The green energy sector is growing, but investors shouldn’t rush in to renewable energy investment funds.
Four professional investors talk to John Stepek about profiting from energy production, and pick eight energy stocks to buy now.
China is now the world’s biggest energy consumer. It’s also the biggest polluter. But the country is investing heavily in cleaner energy sources, and last year built more wind turbines than anyone else. John Stepek explains what China’s embrace of green energy means for investors.
The government is to meet its renewable energy targets by paying householders to generate electricity at home. But can you really make any money from such a scheme? It’s risky, says Merryn Somerset Webb, but the numbers do look good.
The sea is the world’s largest untapped source of renewable energy. But harnessing it is difficult and costly. But now, with the backing of venture capitalists, governments and utilities, it may soon compete with other energy sources. Eoin Gleeson investigates, and picks the best bet in the sector.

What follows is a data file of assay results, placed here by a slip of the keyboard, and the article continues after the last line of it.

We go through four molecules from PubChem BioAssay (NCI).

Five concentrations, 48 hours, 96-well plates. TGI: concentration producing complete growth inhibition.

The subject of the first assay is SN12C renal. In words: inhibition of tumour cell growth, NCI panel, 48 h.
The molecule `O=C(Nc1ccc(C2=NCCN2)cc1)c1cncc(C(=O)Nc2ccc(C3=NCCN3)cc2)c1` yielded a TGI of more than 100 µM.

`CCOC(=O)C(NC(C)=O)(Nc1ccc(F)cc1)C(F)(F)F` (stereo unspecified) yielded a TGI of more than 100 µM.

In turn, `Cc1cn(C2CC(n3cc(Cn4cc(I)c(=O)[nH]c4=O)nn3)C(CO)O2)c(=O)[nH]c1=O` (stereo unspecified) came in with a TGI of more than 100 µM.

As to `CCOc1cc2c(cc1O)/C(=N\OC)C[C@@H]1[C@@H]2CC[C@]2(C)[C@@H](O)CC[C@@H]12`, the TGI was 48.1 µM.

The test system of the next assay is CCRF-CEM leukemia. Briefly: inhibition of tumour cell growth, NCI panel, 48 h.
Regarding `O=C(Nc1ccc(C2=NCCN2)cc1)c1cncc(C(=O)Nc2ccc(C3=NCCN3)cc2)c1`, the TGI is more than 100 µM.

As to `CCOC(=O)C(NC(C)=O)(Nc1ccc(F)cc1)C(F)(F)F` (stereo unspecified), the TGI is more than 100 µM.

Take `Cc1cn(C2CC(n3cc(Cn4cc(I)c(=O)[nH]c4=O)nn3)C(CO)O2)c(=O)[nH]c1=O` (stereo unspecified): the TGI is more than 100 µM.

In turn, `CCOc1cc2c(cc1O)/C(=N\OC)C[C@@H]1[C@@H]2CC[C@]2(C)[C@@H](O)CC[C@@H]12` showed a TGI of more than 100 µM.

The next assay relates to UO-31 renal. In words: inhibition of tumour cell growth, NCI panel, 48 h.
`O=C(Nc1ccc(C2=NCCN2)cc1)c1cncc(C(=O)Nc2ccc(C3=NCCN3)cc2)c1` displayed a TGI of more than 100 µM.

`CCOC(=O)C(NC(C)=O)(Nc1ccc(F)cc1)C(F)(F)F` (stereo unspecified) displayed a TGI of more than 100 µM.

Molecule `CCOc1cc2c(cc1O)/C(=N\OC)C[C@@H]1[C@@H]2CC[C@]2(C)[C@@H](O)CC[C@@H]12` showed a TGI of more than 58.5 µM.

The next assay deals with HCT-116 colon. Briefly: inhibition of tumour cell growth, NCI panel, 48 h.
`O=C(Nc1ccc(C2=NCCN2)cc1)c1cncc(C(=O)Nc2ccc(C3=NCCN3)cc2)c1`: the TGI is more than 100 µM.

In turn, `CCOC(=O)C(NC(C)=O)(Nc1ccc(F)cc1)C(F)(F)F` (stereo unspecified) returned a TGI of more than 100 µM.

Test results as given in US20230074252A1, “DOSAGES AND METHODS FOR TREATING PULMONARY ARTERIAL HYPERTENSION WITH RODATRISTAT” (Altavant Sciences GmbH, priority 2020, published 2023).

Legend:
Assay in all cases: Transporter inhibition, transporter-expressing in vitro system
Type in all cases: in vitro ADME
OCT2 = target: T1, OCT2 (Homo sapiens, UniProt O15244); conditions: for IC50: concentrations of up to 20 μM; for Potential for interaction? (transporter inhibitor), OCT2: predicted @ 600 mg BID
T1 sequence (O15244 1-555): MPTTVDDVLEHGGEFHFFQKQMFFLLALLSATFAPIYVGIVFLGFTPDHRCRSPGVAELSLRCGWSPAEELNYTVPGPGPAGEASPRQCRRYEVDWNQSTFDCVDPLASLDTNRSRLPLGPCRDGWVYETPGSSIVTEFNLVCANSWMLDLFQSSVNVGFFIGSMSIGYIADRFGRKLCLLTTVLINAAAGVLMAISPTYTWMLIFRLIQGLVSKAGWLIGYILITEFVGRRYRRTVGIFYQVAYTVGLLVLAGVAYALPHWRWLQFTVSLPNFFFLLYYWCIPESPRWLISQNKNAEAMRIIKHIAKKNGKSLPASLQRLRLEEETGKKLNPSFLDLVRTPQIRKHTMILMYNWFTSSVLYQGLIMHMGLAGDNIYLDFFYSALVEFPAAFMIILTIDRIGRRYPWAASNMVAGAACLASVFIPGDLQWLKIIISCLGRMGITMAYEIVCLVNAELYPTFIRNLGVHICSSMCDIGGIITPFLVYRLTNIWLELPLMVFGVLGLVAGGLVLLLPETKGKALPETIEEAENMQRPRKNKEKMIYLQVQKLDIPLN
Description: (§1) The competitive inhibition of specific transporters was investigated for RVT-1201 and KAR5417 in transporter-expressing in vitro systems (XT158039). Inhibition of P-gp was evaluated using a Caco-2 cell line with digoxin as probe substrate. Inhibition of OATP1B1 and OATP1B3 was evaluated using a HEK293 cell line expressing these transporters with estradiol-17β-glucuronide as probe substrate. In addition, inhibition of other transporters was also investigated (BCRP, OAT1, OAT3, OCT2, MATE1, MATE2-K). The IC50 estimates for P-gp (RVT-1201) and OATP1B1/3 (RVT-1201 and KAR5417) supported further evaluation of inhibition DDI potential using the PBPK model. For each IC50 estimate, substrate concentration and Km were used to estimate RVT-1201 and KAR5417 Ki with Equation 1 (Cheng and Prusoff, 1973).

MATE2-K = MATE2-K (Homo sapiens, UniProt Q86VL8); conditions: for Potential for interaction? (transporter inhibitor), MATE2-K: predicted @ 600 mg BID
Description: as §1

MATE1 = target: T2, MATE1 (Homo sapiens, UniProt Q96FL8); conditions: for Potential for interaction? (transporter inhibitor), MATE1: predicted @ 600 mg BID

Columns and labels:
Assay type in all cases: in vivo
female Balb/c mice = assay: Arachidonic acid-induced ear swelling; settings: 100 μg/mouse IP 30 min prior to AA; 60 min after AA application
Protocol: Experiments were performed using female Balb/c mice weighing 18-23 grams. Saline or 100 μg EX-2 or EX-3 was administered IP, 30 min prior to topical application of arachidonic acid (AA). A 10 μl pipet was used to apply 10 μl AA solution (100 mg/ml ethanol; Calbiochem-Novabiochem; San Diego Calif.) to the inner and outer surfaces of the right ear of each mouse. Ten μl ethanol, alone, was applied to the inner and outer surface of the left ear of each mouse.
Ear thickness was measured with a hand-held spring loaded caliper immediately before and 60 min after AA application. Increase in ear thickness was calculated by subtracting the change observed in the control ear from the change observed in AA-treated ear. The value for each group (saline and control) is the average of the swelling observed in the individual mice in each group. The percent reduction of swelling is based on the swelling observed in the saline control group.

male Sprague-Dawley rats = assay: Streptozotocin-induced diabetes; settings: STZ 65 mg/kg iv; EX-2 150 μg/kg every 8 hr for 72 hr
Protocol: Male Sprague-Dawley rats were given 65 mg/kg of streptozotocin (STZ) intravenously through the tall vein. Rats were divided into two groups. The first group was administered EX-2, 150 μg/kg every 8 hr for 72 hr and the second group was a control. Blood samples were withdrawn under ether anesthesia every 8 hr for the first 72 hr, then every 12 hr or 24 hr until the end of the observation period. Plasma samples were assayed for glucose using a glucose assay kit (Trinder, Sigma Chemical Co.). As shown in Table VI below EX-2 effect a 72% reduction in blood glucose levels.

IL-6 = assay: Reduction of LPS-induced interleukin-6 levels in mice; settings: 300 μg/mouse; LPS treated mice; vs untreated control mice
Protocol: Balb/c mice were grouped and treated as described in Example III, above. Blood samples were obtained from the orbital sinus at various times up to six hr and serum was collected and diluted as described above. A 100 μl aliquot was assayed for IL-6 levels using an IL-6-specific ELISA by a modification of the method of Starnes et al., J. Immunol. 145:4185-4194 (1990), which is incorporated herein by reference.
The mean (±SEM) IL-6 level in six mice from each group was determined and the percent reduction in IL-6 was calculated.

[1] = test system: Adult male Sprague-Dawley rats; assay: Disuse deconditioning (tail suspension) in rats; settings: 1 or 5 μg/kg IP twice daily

Energy will always be a money-spinner for small cap investors, says Tom Bulford. Here, he picks one easy way to invest in innovative small-cap companies working in the renewable energy sector.
The world’s governments are backing the green energy cause, and pouring money into it. That means there’s profit to be made, say John Stepek and Eoin Gleeson.
When it comes to renewable energy plays, wind and solar power tend to draw the most attention, but hydroelectric power is still the world’s largest source of green energy.
Despite the popular view of China as one of the worst contributors to climate change, the country is now a powerhouse for renewables. Nick Hanna explains how to tap into China’s green energy market.
With the amount of stimulus money floating around – and human nature being what it is – we could easily end up creating another bubble. And ‘green’ energy is a prime candidate. John Stepek explains why.
Governments have been bumping up their comitment to renewable energy. And whatever you think of their fanciful wind-powered targets, it makes sense to have a reasonable long-term holding in ‘green’ energy, says Merryn Somerset Webb.